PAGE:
“Pardon me, my lady, but Majel told me the babe is fine now. No more seizures, and the teeth have cut through just fine. She loves the frozen cookies I made.” The maid beamed at both of them, as if everything was right in the world.

“Who is Majel?” they both asked.

“Oh! You’ve arrived. How wonderful.” A woman dressed similar to the maid appeared from another doorway and bustled into the room. “I am Majel. It is so good to meet you both at last.”

“You were expecting us?” Nyota asked. Marie leaned closer to her, clutching her baby. Lark reached out, and Sophie laughed as the smaller baby grasped her hand.

“We were quite ready. The trianon was purposely left unfurnished, as we expect that Marie will like to choose something new and more appropriate to furnish it. But the Miller’s house has some very nice, very basic furnishings.”

“The Miller’s house?”

“That would be your new home, my dear lady.” said Majel. “I do hope it will be to your liking. It is nothing like what you were familiar with before, but we thought you would be happiest if you could be near Marie.”

“My new home?” Nyota laughed.

My new home? Certainly, a queen appears in this purgatory and finds her old, familiar retreat. And what would be waiting for me? A hut with a dirt floor? A place that would be burned down or trampled by men with guns who never bothered to explain what they wanted… they simply took everything? A new home? My new home?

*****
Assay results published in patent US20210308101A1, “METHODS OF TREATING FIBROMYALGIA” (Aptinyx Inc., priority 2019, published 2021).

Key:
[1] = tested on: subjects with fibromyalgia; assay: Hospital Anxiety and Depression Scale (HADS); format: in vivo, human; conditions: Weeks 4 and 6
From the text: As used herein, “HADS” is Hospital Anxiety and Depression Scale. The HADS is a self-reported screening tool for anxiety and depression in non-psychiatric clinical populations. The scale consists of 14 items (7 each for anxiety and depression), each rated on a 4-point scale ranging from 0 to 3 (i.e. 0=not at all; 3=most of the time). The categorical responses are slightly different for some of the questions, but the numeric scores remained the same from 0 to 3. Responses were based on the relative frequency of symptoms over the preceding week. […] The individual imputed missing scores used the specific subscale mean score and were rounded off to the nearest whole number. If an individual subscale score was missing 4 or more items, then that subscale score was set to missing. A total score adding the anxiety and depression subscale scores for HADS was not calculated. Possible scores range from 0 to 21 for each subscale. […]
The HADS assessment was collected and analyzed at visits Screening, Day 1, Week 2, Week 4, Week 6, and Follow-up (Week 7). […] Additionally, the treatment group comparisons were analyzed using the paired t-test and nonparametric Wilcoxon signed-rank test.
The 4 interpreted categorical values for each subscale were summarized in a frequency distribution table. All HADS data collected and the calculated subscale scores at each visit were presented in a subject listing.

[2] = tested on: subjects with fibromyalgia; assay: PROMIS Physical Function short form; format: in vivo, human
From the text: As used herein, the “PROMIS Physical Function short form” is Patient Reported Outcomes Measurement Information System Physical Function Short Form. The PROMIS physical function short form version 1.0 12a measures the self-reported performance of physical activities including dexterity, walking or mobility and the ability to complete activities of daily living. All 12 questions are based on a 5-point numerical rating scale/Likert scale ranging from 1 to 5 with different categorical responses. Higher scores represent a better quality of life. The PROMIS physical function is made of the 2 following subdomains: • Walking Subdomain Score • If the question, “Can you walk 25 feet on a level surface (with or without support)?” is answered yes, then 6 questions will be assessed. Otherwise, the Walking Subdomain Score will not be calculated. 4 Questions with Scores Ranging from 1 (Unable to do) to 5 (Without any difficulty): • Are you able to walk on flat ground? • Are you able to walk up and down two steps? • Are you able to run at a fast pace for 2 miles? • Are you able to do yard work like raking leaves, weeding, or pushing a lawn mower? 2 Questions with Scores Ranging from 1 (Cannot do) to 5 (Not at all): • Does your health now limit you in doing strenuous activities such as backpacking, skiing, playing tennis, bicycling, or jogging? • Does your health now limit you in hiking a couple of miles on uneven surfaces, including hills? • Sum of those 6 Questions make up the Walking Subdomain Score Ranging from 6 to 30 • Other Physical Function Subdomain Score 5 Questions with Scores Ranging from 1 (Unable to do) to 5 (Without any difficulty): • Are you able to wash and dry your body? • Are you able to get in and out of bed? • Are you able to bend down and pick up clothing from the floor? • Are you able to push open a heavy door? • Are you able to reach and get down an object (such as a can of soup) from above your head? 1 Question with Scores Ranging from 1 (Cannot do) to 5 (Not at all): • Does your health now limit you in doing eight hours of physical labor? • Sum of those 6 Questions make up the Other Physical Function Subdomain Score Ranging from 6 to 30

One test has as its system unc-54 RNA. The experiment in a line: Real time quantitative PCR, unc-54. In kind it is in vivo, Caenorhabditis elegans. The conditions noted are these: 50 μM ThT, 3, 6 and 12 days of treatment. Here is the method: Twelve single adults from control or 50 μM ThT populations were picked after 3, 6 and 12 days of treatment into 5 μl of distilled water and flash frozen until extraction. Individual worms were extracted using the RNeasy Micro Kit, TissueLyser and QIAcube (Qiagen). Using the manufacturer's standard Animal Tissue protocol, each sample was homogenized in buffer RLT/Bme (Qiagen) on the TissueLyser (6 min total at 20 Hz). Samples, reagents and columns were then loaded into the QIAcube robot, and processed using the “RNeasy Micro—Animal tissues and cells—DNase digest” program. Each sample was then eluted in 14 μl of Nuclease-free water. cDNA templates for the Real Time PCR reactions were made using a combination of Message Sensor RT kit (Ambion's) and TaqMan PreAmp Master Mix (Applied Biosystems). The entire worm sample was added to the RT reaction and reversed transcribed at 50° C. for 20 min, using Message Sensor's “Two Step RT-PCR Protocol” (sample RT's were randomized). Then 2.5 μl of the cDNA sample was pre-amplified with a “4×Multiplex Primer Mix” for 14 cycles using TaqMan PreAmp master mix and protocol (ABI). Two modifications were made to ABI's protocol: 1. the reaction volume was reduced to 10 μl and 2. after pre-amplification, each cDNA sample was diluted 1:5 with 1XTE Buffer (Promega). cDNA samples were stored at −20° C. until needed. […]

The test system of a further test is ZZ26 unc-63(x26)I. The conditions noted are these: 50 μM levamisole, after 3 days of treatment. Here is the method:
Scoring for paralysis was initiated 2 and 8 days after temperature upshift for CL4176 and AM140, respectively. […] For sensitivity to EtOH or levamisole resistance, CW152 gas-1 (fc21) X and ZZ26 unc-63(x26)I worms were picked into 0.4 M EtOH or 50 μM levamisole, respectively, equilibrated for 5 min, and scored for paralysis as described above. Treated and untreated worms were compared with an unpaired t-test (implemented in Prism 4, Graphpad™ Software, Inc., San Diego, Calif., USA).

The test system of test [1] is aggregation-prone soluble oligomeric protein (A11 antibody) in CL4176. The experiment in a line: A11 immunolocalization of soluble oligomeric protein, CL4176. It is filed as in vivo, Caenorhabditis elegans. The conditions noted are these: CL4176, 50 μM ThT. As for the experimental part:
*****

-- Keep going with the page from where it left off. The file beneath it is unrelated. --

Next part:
“Yes. As a matter of fact, lunch will be ready there soon. I’m sure you are both hungry, after your ordeal.”

What Would Have Been

 

 

What Would Have Been is a short story (or novella… who knows?) that I am publishing one chapter at a time… as I write it. It’s a fun exercise for me, and hopefully a bit of entertaining reading for you!

This story is dedicated to the Janes. The real ones and the fictional, the ones who survived, and the ones who didn’t. For all of you.

 

The shortlink for this post is http://wp.me/p1rMYd-dk